(PhysOrg.com) -- Beauty and brains don't often come together. But angelfish, a species prized by pet fish owners for its bright good looks, might possess math skills, show studies coauthored by Professor Robert Gerlai of University of Toronto Mississauga's Department of Psychology and Professor Luis Gomez-Laplaza of the University of Oviedo in Spain.
Published in the journal Animal Cognition, the first study examined the tendency of angelfish to seek protection in an unfamiliar environment by joining a group (or shoal) of other angelfish.
Known as shoaling, this behaviour helps fish forage more efficiently. It also helps them protect against predators, which may be confused by the size of the shoal.
Larger shoals, however, do come at a cost. Competition for food increases with shoal size, as does intra-shoal aggression.
To determine how angelfish discriminate between different shoal sizes, Gerlai and Gomez-Laplaza placed a single test fish in a test tank flanked by a "stimulus" tank on either side. Each stimulus tank contained a large shoal that varied from the other both in terms of ratios and in absolute numbers of fish.
The researchers then recorded where the test fish swam.
Their results confirmed that angelfish exhibited a preference for larger shoals, but not in terms of the absolute difference in number of fish. Rather, the preference depended on a ratio of shoal sizes. When presented with large shoals, the test angelfish showed a preference for a shoal that was at least 1.8 times larger than the other. Once the ratio of one shoal to the other was below 1.8:1, the test angelfish stopped showing a preference.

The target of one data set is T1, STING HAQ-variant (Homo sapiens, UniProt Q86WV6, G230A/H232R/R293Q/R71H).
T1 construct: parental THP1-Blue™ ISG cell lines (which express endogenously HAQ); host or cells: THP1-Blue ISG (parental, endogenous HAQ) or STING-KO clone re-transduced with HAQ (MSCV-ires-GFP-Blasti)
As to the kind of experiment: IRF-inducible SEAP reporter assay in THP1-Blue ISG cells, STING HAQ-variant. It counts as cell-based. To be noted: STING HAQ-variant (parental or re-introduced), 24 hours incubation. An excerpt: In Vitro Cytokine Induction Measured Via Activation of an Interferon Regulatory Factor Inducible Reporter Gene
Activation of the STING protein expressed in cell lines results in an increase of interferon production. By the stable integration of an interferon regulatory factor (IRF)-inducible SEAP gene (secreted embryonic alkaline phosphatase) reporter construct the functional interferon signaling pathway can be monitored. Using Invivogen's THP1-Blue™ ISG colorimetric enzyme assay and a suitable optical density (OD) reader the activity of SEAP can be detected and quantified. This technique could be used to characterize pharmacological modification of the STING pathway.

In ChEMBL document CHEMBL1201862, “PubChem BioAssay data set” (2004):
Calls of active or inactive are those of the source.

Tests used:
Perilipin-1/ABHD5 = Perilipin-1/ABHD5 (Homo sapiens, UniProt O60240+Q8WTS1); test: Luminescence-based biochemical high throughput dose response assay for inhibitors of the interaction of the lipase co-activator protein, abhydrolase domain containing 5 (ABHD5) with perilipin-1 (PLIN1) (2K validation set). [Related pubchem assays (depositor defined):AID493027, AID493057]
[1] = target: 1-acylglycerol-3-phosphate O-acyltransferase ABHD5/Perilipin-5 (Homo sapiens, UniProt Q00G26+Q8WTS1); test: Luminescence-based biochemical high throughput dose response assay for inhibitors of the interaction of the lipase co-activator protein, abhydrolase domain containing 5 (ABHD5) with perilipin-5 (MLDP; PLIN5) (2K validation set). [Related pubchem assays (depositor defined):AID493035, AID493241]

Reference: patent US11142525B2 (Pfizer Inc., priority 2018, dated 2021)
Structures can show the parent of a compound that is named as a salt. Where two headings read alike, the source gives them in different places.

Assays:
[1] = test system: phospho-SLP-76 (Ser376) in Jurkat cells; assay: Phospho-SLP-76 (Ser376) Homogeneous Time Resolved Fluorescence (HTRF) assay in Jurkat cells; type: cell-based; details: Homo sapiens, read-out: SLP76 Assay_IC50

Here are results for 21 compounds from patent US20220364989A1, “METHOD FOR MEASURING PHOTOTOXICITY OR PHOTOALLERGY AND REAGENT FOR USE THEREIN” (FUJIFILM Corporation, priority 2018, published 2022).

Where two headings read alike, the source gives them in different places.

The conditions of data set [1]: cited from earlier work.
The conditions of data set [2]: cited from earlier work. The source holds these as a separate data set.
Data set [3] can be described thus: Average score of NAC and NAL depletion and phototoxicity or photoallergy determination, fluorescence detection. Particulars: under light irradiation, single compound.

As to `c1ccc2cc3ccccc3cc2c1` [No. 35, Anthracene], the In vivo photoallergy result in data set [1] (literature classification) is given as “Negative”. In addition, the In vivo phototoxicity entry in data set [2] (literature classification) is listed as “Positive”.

"We're not really sure at this point [why they stop at that ratio]," said Gerlai in an email interview.
"It is possible that there is an upper threshold of abilities beyond which the angelfish brain cannot perform. But it is also possible that the angelfish in their natural habitat did not have to solve problems [at this level]."
Gerlai is quick to point out that the study does not prove angelfish can count. Instead, because the fish showed a preference based on ratio and not in terms of absolute numbers, "one can conclude that angelfish did not count the shoal members and did not subtract one value from the other (...) [They] probably perceived some sort of quantitative characteristic of the shoals they were comparing. For example, larger shoals occupy a larger area in the water, or reflect more light."
However, in a second paper (yet to be published) in which Gerlai and Gomez-Laplaza tested how angelfish behaved when the shoals to be compared were small, results showed that angelfish could go below the ratio of 1.8.
In fact, "they could distinguish shoals differing in relative ratio of 1.5, that is, they could tell a shoal of three versus two fish apart," said Gerlai.
Explore further: Just right: A spider's tale